Jump to content
  • Advertisement
Sign in to follow this  
Ivorne

Joining data to bigger UDP packets?

This topic is 984 days old which is more than the 365 day threshold we allow for new replies. Please post a new topic.

If you intended to correct an error in the post then please contact us.

Recommended Posts

In multiplayer, various data needs to be sent through network. Position of objects, chat data, game logic data, player inputs etc. Is it good idea to try to first collect all data that needs to be sent in a given frame and then send them together in one UDP datagram? Or should I just send each piece of data independently? Or maybe hybrid - send data that needs to be fast as soon as possible (player positions) and collect other things togehter into one packet?

 

Thank you

Share this post


Link to post
Share on other sites
Advertisement
You want to send as few UDP packets as possible, to cut down on networking overhead (28 bytes per packet.)

Typically, a game will have a "network tick rate" and will collect all messages/state changes needed until a network tick happens. The network tick rate is typically lower than the physics simulation or graphics rendering rate. Common values range from 10-30 times a second.
(For example: I think HALO uses 15 times a second? Something like that.)

Share this post


Link to post
Share on other sites

Generally large UDP packets (say larger than 1400 bytes or so, possibly less) will not survive a trip over the public internet and will end their journey when they encounter a router that refuses to fragment them. If they do get through, they have a larger chance of being lost as any fragment being lost means the entire packet is lost.

 

It is best to send reasonable-sized UDP packets if you don't control the network path on which the datagrams will transit over: as big as possible (to limit IP/UDP overhead) but not too big that they will get fragmented or dropped. This is why you should try and remove as many redundancies as possible from your packets and limit any protocol overhead from your serialization method.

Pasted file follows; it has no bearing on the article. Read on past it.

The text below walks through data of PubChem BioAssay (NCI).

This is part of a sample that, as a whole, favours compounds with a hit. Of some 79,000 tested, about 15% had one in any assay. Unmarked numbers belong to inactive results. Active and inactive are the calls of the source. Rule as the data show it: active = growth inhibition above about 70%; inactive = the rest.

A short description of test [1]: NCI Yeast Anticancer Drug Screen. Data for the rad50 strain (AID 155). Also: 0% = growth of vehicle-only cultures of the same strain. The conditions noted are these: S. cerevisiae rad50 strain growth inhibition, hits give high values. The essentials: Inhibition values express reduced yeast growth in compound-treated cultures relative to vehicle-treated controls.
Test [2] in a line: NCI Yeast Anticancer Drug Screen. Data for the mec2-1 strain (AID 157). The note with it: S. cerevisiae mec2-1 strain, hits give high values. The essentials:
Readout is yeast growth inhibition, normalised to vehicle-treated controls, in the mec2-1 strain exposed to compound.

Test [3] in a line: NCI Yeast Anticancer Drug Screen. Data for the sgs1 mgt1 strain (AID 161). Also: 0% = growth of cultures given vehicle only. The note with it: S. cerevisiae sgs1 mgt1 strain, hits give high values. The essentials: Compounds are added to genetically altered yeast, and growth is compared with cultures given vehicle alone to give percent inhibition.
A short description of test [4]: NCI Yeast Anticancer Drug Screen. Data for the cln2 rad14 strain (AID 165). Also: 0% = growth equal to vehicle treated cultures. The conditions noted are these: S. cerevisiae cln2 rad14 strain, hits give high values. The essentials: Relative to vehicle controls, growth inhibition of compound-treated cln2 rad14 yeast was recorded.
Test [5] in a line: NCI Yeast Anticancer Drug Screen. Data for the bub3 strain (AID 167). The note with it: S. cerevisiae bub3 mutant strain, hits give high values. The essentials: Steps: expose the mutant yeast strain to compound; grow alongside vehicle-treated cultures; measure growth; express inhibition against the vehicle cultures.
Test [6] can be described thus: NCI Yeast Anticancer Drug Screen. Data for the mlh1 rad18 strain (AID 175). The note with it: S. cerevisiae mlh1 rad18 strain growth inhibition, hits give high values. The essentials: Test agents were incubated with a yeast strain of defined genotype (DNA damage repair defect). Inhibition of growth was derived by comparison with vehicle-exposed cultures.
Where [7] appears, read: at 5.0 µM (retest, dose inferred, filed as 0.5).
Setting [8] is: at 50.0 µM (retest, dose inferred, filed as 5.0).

Share this post


Link to post
Share on other sites

 

Generally large UDP packets (say larger than 1400 bytes or so, possibly less) will not survive a trip over the public internet


This is not generally true.

IPv4 will fragment and reassemble the packet if it's bigger than MTU, which will generally work fine (it may increase packet loss a small bit.)
(This is, unless you manually set the "don't fragment" bit on the packet.)

IPv6 does not have routers perform IP fragmentation, but instead lets each sending end create the fragments. Well-behaved IPv6 stacks will implement MTU discovery and do the fragmentation for you.

You should be confident that, unless you're using a really crappy network implementation, a UDP packet of any size (up to the limit of 65536 bytes) will be delivered to the other end, with a slight increase in packet loss as sizes go up.

If you run on a really crappy network implementation, IP datagrams of up to 1280 bytes will always be forwardable, which leaves 1272 bytes for your UDP payload before fragmentation is even an issue.

(Back in the days, dial-up modems had a smaller MTU of typically 576 bytes; it was recommended to keep packets below that, but larger packets still worked.)

 

 

We tried sending large UDP datagrams over ipv4 between Europe and NZ over the course of a week or so a few months ago and the packets were consistently lost (100% packet loss) when they exceeded a certain size and went through fine below that size. No special configuration was done on the network stacks. I don't exactly remember the threshold but it was around 1300-1400 bytes. Now it could have just been malfunctioning equipment (I will try and replicate it tonight to see if it's still happening) but in my experience large packets, let alone 65536-byte packets, are unreliable at best over long distances. Over short distances though I assume anything should work given a decent network infrastructure.

Share this post


Link to post
Share on other sites